Between Catastrophe and Revolution



Contributors: Mauro Caraccioli, Bruno Carvalho, Charmaine Chua, William Connolly, Mustafa Dikeç, Jairus Victor Grove, Waleed Hazbun, Andrew Herscher, China Miéville, Don Mitchell, Jacob Mundy, Ana Muñiz, Christian Parenti, Andrew Ross, Rob Wallace, Kenichi Okamoto, Alex Liebman, and Michael Sorkin.

“Some of the essays in this volume patiently argue; some sweep forward in righteous fury. All borrow Mike Davis's grammar of catastrophe to anticipate a revolutionary moment when, at last, humanity pulls the handbrake. Whether they eulogise places and peoples laid waste by violence and war, or report on heating oceans and air and land, these essays are electrifying and urgently necessary.” —Laleh Khalili, author of Sinews of War and Trade

“Over the course of the decades, Mike Davis has mobilized his cool intelligence, breathtaking scholarly creativity, intellectual fearlessness and radical political imagination to illuminate the spatial violence and ecological madness of modern capitalism, as well as ongoing struggles for alternative forms of collective life. In this remarkable volume, several generations of radical thinkers engage with and take inspiration from Davis’s ideas. In so doing, they not only celebrate Davis’s wide-ranging insights, but illustrate their urgent importance for contemporary scholarship on the catastrophes and revolutions of our time.” —Neil Brenner, author of New Urban Spaces

Published in association with Terreform/UR.

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About the Book

It is all worse than we think. It is even worse than Mike Davis, for whom “every day is judgment day” (The Nation), could have imagined. The contributions to this volume are explorations of what Davis—in typical wry fashion—once referred to as the field of “disaster studies.” Collectively, they show how our “disaster imaginary” has been rendered inadequate by the existing order’s ability to feed off and coopt our resistance to it.

Contemporary mass protests are now subsumed as instances of an established, profitable politics of rage. Geopolitical conflict poses not as a threat to hegemonic power but rather serves the interests of a global market which capitalizes on lucrative, permanent war. Climate change itself, if it was ever thought to be a universalizing phenomenon, is now treated as an extensive market opportunity by global risk insurance conglomerates and predatory lenders who bet against any rescue of the planet.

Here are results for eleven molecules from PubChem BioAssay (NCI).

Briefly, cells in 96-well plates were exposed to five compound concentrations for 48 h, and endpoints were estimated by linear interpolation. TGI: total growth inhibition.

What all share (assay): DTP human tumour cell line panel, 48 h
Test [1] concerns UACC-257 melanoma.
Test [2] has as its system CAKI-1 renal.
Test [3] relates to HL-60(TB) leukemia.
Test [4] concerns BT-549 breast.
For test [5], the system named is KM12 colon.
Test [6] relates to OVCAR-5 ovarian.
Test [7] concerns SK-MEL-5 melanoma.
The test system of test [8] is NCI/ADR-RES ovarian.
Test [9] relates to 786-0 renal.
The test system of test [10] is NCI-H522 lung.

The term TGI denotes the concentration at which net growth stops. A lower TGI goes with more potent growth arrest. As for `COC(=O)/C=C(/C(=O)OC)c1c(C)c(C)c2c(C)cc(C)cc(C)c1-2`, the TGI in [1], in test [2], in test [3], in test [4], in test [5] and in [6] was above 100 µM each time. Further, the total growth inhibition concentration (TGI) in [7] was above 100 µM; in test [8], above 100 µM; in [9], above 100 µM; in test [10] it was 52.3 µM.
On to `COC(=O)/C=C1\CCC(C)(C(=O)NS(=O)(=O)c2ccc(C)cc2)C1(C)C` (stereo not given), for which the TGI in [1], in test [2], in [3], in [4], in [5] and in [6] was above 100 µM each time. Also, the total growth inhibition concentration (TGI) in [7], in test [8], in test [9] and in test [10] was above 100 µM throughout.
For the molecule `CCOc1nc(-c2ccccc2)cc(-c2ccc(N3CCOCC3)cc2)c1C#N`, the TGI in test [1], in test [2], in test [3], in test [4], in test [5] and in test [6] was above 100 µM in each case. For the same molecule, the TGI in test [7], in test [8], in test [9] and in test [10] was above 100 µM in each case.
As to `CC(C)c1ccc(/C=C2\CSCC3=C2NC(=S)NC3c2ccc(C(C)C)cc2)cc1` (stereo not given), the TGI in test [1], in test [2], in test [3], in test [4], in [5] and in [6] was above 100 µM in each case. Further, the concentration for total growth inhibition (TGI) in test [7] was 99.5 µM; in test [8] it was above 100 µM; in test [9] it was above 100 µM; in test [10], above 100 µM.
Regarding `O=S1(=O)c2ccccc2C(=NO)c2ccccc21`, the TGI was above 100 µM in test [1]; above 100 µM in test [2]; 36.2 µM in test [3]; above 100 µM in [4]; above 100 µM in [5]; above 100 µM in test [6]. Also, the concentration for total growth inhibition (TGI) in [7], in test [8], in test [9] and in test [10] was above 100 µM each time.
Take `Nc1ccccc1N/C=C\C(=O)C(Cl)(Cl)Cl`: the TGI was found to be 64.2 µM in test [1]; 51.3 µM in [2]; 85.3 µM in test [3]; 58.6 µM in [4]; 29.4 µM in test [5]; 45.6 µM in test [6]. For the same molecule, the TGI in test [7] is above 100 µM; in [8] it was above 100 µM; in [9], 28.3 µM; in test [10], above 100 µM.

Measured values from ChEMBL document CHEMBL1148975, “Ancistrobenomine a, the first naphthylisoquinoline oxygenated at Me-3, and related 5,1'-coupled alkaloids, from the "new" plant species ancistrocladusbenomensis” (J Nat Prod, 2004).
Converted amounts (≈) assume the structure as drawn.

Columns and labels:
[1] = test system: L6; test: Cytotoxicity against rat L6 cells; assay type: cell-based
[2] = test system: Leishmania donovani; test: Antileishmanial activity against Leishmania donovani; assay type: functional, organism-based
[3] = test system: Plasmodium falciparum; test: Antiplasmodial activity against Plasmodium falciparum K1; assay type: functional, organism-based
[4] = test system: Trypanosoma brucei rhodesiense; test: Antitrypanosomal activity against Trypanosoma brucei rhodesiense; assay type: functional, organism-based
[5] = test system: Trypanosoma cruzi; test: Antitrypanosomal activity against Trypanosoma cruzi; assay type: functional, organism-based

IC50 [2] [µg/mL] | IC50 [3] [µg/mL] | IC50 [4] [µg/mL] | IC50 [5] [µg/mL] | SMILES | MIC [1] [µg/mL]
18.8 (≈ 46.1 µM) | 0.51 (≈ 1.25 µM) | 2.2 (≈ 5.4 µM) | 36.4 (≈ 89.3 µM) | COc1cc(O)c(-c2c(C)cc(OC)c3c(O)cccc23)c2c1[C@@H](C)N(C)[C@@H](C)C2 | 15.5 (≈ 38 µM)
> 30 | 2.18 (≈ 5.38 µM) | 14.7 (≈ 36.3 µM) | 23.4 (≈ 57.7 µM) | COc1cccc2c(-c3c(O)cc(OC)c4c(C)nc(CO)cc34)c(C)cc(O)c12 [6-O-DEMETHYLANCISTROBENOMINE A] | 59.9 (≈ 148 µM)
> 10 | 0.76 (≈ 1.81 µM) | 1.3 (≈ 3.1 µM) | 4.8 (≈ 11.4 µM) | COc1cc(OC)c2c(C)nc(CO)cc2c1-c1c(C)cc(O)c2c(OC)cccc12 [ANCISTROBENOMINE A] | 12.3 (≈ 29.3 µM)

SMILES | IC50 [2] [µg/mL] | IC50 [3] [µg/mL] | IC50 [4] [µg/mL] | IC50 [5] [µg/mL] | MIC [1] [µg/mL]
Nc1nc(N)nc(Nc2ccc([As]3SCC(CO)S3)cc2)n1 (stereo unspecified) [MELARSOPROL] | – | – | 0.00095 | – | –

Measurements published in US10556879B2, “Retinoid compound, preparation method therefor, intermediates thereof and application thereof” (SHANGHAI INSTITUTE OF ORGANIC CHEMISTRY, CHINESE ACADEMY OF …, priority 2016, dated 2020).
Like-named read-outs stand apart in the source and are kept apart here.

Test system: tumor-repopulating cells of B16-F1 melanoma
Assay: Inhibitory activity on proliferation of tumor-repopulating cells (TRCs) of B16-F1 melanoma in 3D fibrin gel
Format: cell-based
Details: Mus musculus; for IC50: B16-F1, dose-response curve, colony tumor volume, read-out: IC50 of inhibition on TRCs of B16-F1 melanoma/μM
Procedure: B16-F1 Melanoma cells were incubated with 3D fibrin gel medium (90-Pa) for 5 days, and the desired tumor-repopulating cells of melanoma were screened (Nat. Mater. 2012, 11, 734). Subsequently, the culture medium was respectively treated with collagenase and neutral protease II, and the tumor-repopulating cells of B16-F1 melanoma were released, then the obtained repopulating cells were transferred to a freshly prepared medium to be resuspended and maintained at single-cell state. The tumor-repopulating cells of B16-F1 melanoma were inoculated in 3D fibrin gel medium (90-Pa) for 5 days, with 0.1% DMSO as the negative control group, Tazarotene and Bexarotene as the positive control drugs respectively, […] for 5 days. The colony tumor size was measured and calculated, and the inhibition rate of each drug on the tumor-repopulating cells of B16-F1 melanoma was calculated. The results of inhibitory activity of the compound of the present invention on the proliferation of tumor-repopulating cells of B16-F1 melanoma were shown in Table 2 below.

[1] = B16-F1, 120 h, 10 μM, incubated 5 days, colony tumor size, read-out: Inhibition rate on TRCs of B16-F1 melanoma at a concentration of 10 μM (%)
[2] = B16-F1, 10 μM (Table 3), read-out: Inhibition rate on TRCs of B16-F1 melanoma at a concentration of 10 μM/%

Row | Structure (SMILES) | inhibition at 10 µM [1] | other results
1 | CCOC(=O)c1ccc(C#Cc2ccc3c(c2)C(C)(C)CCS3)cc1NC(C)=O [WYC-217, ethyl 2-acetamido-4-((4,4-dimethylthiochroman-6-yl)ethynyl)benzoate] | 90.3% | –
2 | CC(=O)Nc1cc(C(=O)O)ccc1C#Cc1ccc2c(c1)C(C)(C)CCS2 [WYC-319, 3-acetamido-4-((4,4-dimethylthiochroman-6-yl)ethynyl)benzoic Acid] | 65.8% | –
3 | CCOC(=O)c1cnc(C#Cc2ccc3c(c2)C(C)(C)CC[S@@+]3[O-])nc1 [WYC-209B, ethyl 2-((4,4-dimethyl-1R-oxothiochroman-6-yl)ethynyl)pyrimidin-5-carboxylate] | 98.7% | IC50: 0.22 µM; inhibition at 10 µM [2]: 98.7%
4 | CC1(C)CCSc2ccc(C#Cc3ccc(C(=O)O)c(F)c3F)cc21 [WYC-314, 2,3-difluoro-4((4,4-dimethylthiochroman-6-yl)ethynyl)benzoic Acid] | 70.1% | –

Such catastrophic developments resist the language we use to describe and deconstruct them. The contributions to this volume seek to reimagine our understanding of disaster, and, following the example of Davis himself, to refuse outdated models of political transcendence as vigorously as they reject narratives of resignation.

364 pages • Paperback ISBN 978-1-68219-277-1 • E-book ISBN 978-1-68219-279-5


About the Editors

Daniel Bertrand Monk photo

Daniel Bertrand Monk holds the George R. and Myra T. Chair in Peace and Conflict Studies at Colgate University, where he is professor of Geography and Middle East Studies. He is the author of An Aesthetic Occupation, as well as a number of other studies on the territorial and spatial practices of the Israel-Palestine conflict. Monk is the recipient of a MacArthur Foundation Fellowship in International Peace and Security [SSRC-CIPS], as well as a Woodrow Wilson Fellowship [WWICS] for his contributions to research on contemporary conflict.

Michael Sorkin photo

Michael Sorkin was Distinguished Professor of Architecture and Director of the Graduate Program in Urban Design at the City College of New York. He served as president of Terreform, a nonprofit urban research and advocacy center, publisher and editor of UR Books, and architecture critic for The Nation. Sorkin passed away from Covid-19 on 26 March 2020.

Read an Excerpt

From the Introduction by Daniel Bertrand Monk

The jacket blurbs of any of Mike Davis’s ten monographs present the reader with the image of an activist, former meatcutter, and truck driver who only happens to have won a MacArthur genius award and written some stuff about impending ecological and social doom. And yet, the man that The Nation has described as the “master of disaster prose” is clearly more than that. The disruptions he has caused in the process of examining our shared imagination of disaster actually point to a rigorous and coherent intellectual project that is too easily misrepresented or overlooked. Even sympathetic evaluators seem unable to resist making statements like “judgement day is every day with Mike Davis.” His work is “overlooked” even as it is ubiquitously cited in the sense that Davis’s systematic destruction of our collective destruction imaginary is part of an intellectual trajectory that can only be defined by what it negates…